There’s No Place That’s Home

This started out as a Twitter response to author Mattilda B Sycamore‘s tweet:
That peculiar feeling of sadness when leaving the place I grew up, which was never home, to return to a place that isn’t either, but where is?

The details differ of course, but I share the feeling of ‘there’s no place that’s home‘ in any deep sense. Oh I have a residence here in Ohio, and feel connected to my biologicals wherever we gather together. But we lived in 4 cities across Ont before I started High School. Toronto, North Bay, Mississauga and West Elgin (current names; some were known by others when we lived in them).

About a year after High School I returned to Toronto, city of my birth; and it felt much like a real home for awhile. The gay, kink and queer communities accepted me. I found employment, recreation, friends. But the devastation of hiv/aids means it’s also a place of great heartache. Which in many ways makes the connexion all that much stronger, I suppose. I still might retire there if I could afford to- but the city’s gotten just too expensive.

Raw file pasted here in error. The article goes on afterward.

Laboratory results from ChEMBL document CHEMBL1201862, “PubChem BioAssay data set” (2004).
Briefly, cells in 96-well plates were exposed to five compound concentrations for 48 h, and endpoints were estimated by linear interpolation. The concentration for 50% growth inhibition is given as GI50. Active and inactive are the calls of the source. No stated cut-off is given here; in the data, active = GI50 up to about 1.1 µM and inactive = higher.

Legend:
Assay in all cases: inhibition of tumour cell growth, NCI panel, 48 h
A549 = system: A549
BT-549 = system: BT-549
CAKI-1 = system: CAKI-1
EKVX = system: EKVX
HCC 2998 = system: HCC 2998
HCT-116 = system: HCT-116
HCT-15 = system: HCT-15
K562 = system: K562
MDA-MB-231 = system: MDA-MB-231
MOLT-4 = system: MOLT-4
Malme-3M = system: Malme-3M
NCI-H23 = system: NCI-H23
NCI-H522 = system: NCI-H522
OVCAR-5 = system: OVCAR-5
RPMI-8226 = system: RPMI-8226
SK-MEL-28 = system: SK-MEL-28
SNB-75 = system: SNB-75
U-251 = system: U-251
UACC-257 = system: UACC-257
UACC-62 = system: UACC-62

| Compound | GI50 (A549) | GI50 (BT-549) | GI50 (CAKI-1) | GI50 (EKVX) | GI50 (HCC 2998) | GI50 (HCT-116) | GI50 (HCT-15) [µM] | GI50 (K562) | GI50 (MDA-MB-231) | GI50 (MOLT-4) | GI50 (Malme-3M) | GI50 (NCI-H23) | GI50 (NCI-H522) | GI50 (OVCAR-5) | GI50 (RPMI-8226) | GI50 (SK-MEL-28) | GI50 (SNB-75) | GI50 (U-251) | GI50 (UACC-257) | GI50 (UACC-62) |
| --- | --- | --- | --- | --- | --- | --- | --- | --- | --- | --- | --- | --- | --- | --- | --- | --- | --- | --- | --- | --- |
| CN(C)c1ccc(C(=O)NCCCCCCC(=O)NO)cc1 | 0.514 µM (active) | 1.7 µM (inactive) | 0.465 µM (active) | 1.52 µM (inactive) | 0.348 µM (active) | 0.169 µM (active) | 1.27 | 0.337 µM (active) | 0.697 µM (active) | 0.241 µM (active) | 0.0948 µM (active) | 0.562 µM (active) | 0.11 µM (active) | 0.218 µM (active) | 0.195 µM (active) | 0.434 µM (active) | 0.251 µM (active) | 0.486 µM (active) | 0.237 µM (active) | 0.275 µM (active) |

At the same time I remember what Mom said when she returned to Canada after living just a few years back in USA with her 2nd husband. She had moved to Canada at age 19- after spending many summers up here- to marry Dad and raise us four kids. (See About Me for a quick overview of my multi-generational cross-border family history). When she returned she observed that the USA was just not the country she’d known. As an expat- even one living just north- she and the USA had grown apart. Reading news headlines and watching entertainment shows are not the same as living in a place.

Now as I work toward my return I’m nervous how well Canada and I will adjust to each other. At the moment my plans and research are centered on the area around London- my two sisters and all their descendants now reside in or near there. I have returned to Ontario at least once every year since I moved down here. I follow Canadian news and entertainment as I’m able. My hope is that my closeness to my biologicals still living up north will make a positive difference.

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